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I (19) very recently got my first bird named Duke. I've been working on bonding and he has gotten comfortable with stepping up on my hand to get millet. I always wanted him to fly around my room and I've tried to 'birdproof' it. But I think it's still too soon for him to fly because he won't come near my hand if I'm not holding millet. Well today I was practicing stepping up and he did as usual, but then he flew right past me out the cage, I think something scared him but am not sure what. He flew around the room panicked crashed into windows and walls and because I hadn't expected him to fly yet I didn't have the curtains drawn. He's calmed down a bit, he flies around calmly and sits on different things. But he will fly away if I try to get closer, so putting him back in his cage is not really an option. I'm just sitting in the room with him waiting for him to find his way back to his cage. Now I'm looking for tips on how to get him to fly comfortably around the room and how I can get him safely back into the cage. I don't want to chase him around and lose any trust I have built up so far. Any advice?

when he was sitting still in the same spot for some time I got some millet and was able to get him to step up. I carried him back to his cage very carefully and was able to put him back. I'd still like tips on how I should go about letting him fly around next time. For example how soon? Should I just keep the door open more often from now on or should I keep working on building trust first?

421 Posts
You know that scene from Toy Story, where Buzz and Woody are 'flying' to catch up to the moving truck, and Buzz says "This isn't flying, it's falling with style"? That's basically what budgies are like when they're new to flying, they're totally clumsy. The only thing you can do is birdproof the room to the best of your ability, and be on high alert to try and catch them gently if they bump into a wall and slide down.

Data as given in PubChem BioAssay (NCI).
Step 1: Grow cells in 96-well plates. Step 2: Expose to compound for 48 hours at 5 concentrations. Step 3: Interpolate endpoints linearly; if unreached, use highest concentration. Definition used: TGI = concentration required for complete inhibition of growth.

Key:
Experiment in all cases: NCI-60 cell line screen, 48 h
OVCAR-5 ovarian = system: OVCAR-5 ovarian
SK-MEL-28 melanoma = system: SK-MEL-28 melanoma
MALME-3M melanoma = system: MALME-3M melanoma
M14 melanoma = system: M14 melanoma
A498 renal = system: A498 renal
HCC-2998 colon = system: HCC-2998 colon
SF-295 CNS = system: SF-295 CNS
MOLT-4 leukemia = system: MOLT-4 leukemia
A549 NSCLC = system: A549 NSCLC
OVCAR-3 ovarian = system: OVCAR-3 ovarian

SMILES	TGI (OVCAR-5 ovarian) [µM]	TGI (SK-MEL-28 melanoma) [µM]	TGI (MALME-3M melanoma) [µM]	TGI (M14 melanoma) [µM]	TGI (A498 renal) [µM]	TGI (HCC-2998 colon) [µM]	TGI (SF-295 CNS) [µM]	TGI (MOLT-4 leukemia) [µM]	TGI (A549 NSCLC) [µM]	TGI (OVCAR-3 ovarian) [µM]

They're going to bump into things regardless, it's just your job to make sure they're aware it's something physical, so they don't slam into it full speed (like with a window). When my two were learning to fly, I'd just follow them around with my hands out, and when they inevitably bumped the wall and slid down, I'd be there to cushion it. I think after about 3 flights, they were both comfortable at avoiding the walls.

34 Posts
My bird room has dual aspect windows and I know it’s old fashioned decor wise but the windows have net curtains and block out curtains which are closed at night. Any contact with windows is blocked by the soft barrier which the birds now use as an additional climbing frame. This necessitates having two sets of nets in particular for regular changes and washes, unless of course you think it adds to aesthetics having poo patterned curtains!

59,662 Posts
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Once Duke becomes accustomed to the dimensions of the room, he will no longer crash into the windows and walls.

I have untamed budgies that go back in their cage because I've used positive reinforcement training to teach them they will get a reward when they do so.
Initially, when I was ready for them to go back in the cage I would first dim the lights and pull down the shades in the room. If the radio or TV was on, I turned it off.
Then I would stand by their cage and ringing the bell on one of their toys while telling them, "It's time to go in your cage now!"
Once they went back into the cage, they were given a small bit of millet.
This method worked well and they now go in the cage when asked to do so without the lights being dimmed or thblinds lowered and the TV or radio can stay on.
Getting the millet reward is the best part of "going back home"

Once the budgie is used to the room dimensions, you will no longer have to ensure the windows are covered during out-0f-cage time.
My windows are completely uncovered and none of my budgies ever crash into them.

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19,682 Posts
Hello and welcome to the forums!

FaeryBee have given you excellent advice and resources! I agree completely; Duke just needs time to figure out his room safely.

Meanwhile, you’ve come to a great place to learn even more about the best of budgie care practices! Please be sure to have a look around the forums’ many budgie articles and “stickies”, included above, to ensure you’re up to date on everything. If you have questions after doing so, please be sure to ask as we’d love to help.

We hope to meet Duke when you get the chance!

Cheers! 👋
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